Adama: I know what you are.Adama loves Starbuck like a daughter, and his expression of that in the midst of a situation neither of them understands is powerful. He’s long ago crossed the "thin red line" when it comes to Starbuck. His love for her is fully committed and steadfast, the deep and fierce love of a father. And the power of someone’s unconditional love and acceptance is transforming. In the midst of doubting our own worth, identity and purpose, the words of another reminding us of who—and whose—we are is grounding and priceless.
His voice is firm and sure as he looks directly at her.
Adama: You are my daughter. Never forget that.
All of this makes me think of Jesus and his own thin red line—and his warning to count the costs before we step across that line:
Calling the crowd to join his disciples, he said, “Anyone who intends to come with me has to let me lead. You’re not in the driver's seat; I am. Don't run from suffering; embrace it. Follow me and I’ll show you how. Self-help is no help at all. Self-sacrifice is the way, my way, to saving yourself, your true self. What good would it do to get everything you want and lose you, the real you? What could you ever trade your soul for?” —from Mark’s account (8:34-37)Make your choice, he tells us. If you want to live and love, follow me. Real Life and real Love are mine to give—and I give them in abundance. There will be suffering, but there will also be Life with the Father, who is Love itself.
My command is this: Love each other as I have loved you. Greater love has no one than this, that he lay down his life for his friends. You are my friends if you do what I command. —from John’s account (15:12-14)*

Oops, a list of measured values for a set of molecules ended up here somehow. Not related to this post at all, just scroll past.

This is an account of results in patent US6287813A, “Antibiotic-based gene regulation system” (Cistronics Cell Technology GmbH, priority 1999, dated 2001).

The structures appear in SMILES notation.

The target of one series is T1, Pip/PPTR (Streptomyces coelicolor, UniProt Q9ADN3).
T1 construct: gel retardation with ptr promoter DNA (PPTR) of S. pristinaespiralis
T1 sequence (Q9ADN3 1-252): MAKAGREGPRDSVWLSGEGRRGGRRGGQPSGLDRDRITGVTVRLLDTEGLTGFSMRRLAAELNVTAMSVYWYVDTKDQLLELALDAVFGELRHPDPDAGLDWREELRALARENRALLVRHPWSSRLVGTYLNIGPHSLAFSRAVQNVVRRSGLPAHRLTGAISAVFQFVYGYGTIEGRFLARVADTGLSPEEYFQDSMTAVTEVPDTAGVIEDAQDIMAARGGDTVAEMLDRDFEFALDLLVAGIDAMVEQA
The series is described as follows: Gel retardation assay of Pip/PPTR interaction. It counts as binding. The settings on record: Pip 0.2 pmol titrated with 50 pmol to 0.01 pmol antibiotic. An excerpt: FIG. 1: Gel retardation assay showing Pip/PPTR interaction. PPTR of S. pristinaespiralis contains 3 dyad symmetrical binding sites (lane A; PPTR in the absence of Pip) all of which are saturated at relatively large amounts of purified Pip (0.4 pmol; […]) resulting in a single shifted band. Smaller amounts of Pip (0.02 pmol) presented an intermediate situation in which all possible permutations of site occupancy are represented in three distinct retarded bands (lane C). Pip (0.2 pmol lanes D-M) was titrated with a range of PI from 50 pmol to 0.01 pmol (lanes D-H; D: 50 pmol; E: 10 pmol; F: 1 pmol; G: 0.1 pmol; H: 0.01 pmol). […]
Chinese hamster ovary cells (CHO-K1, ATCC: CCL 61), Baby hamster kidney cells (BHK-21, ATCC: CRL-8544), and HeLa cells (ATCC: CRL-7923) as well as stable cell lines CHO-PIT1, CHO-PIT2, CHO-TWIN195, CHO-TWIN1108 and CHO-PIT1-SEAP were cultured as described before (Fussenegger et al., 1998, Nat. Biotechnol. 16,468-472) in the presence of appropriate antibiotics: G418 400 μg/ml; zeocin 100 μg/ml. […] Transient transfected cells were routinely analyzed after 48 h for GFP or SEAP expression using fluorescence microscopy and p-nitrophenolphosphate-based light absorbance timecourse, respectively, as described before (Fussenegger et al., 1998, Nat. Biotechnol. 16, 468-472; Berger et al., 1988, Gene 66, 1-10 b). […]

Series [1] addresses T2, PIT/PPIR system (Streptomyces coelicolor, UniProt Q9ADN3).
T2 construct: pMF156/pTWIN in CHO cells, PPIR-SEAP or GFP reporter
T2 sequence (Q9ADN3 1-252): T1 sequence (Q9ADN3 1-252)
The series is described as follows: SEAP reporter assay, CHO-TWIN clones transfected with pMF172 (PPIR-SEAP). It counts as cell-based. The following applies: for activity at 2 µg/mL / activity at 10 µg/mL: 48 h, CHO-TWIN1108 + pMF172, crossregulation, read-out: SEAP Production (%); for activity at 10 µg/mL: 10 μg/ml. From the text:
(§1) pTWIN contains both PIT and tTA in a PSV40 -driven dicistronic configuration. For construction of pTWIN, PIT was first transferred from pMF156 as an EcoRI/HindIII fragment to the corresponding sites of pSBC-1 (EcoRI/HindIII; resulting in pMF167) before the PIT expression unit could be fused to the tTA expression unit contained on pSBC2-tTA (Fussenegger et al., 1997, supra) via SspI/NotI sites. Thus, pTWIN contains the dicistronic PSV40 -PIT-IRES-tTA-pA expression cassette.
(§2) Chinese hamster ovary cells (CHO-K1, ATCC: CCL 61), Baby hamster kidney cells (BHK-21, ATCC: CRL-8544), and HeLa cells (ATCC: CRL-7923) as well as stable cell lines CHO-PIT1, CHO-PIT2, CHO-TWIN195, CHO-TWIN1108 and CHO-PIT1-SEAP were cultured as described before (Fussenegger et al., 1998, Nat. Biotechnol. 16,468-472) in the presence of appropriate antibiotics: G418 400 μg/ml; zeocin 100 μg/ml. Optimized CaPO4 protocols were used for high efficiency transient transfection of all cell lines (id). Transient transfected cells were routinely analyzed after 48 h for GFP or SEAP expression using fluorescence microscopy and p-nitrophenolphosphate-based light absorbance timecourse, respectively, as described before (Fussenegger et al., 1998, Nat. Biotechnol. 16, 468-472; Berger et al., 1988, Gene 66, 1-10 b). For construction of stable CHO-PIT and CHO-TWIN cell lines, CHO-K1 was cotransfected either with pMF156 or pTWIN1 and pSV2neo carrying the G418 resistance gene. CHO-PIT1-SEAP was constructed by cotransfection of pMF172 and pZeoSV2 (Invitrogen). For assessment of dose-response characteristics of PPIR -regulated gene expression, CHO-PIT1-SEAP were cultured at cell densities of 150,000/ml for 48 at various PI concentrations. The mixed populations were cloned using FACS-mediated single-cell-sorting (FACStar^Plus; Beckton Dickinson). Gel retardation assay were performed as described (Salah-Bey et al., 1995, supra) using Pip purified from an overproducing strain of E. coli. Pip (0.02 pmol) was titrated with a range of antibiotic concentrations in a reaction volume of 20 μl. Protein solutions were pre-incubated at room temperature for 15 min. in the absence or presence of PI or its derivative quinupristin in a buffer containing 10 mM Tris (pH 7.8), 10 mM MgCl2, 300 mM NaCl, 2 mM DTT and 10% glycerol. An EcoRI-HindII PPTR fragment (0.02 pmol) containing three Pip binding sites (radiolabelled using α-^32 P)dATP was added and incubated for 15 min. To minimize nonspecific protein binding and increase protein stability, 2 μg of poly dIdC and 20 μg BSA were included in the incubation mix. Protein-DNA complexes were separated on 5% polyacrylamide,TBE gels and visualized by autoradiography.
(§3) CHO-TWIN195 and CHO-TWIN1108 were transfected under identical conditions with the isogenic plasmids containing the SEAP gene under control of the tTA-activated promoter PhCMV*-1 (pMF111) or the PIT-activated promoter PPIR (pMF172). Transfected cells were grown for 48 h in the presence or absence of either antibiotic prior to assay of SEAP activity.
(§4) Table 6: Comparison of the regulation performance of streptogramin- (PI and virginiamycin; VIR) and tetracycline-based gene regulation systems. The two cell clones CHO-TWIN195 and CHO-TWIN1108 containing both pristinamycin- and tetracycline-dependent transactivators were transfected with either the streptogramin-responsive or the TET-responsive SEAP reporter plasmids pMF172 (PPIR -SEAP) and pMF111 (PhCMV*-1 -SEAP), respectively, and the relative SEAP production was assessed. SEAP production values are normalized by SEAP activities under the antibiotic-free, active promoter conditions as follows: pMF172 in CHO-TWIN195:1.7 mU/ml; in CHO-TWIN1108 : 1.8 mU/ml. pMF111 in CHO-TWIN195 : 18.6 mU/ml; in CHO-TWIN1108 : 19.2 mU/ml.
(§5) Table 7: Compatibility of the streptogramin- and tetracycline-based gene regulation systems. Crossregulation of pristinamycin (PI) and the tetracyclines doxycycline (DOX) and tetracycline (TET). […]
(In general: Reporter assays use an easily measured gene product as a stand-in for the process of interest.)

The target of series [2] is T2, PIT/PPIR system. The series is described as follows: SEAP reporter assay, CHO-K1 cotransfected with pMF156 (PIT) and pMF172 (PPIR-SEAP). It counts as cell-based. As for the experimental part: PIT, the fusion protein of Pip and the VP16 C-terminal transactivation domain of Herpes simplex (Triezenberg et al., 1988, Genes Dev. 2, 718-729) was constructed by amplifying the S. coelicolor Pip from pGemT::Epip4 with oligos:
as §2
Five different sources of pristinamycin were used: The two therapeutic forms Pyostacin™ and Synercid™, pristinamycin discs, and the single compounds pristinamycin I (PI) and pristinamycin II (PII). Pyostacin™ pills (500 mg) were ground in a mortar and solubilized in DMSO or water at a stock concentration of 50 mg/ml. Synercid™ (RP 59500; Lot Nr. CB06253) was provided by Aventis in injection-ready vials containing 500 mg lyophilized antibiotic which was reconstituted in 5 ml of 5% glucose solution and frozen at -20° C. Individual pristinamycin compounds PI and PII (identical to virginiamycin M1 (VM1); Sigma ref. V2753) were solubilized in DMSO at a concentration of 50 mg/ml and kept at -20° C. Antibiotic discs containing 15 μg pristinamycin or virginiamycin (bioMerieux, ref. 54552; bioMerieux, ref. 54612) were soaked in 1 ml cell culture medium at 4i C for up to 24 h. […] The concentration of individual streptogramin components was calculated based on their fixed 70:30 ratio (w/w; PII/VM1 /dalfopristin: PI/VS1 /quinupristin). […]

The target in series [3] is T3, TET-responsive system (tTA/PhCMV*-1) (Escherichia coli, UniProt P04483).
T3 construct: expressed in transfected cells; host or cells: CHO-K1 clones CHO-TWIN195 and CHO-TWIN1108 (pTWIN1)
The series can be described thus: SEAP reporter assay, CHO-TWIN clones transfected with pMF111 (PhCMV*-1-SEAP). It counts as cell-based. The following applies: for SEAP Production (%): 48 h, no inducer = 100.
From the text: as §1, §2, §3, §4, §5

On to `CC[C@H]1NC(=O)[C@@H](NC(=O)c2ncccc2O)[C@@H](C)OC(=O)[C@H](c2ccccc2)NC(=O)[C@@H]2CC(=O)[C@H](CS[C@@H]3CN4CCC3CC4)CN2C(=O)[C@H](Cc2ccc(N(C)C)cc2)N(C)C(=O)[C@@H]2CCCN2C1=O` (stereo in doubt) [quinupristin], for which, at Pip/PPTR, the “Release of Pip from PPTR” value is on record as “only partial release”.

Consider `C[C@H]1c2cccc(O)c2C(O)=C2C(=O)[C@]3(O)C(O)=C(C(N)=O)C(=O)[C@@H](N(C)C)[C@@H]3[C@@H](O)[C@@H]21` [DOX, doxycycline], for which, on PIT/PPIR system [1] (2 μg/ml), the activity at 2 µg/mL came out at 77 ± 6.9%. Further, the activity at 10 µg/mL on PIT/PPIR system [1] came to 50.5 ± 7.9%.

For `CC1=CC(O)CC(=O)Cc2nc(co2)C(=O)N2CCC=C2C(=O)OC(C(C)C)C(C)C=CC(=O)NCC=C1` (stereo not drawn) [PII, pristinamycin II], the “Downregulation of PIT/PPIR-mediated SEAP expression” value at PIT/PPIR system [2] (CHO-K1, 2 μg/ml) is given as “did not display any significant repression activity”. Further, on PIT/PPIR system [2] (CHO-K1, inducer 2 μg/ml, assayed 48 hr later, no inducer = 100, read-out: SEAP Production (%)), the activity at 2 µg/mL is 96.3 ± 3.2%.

One day when large groups of people were walking along with him, Jesus turned and told them, “Anyone who comes to me but refuses to let go of father, mother, spouse, children, brothers, sisters—yes, even one's own self!—can’t be my disciple. Anyone who won't shoulder his own cross and follow behind me can’t be my disciple.” —from Luke’s account (14:25-27)
On the road someone asked if he could go along. “I'll go with you, wherever,” he said. Jesus was curt: “Are you ready to rough it? We're not staying in the best inns, you know.” Jesus said to another, “Follow me.” —from Luke’s account (9:57-58)
If you don’t go all the way with me, through thick and thin, you don't deserve me. If your first concern is to look after yourself, you’ll never find yourself. But if you forget about yourself and look to me, you’ll find both yourself and me. —from Matthew’s account (10:38-39)
*NIV. All other quotes are from The Message.
I’m willing to venture that we face this thin red line a multitude of times throughout our lives. It isn’t a one-time choice but one we continue to make daily. And often, those choices come in the ordinary and everyday moments of our lives. When we miss those moments, it is usually because we are focused on an agenda or our own desires or fears; as a result, we miss the reality of God and the presence and needs of others. But when we pay attention—when we keep sight of God and focus on being in the room with those we encounter—we are more likely to do what is in the best interest of others rather than ourselves. In other words, we are more likely to love. The love we are loved with begins to spill out onto those around us. And that changes things. That changes us. And that changes others.
Those moments can be as simple as opening a door, uttering a word of encouragement, reaching out a hand, or acknowledging the presence of another to as thorny as confronting injustice, standing up for those otherwise silenced and sacrificing our dreams, lives and goals for another. That thin red line is there. We need only pay attention—and make our choice.
And we’ll fail. And we’ll question our worth, identity and purpose. But God is always there even in our darkness. His desire is to make his truth our experience. He is always declaring, waiting for us to really hear in deepest part of ourselves: I know who and what you are. You are my daughter. You are my son. Never forget that.
And that's a thin red line that really does change everything.
(Images: SciFi Channel) bsgctgy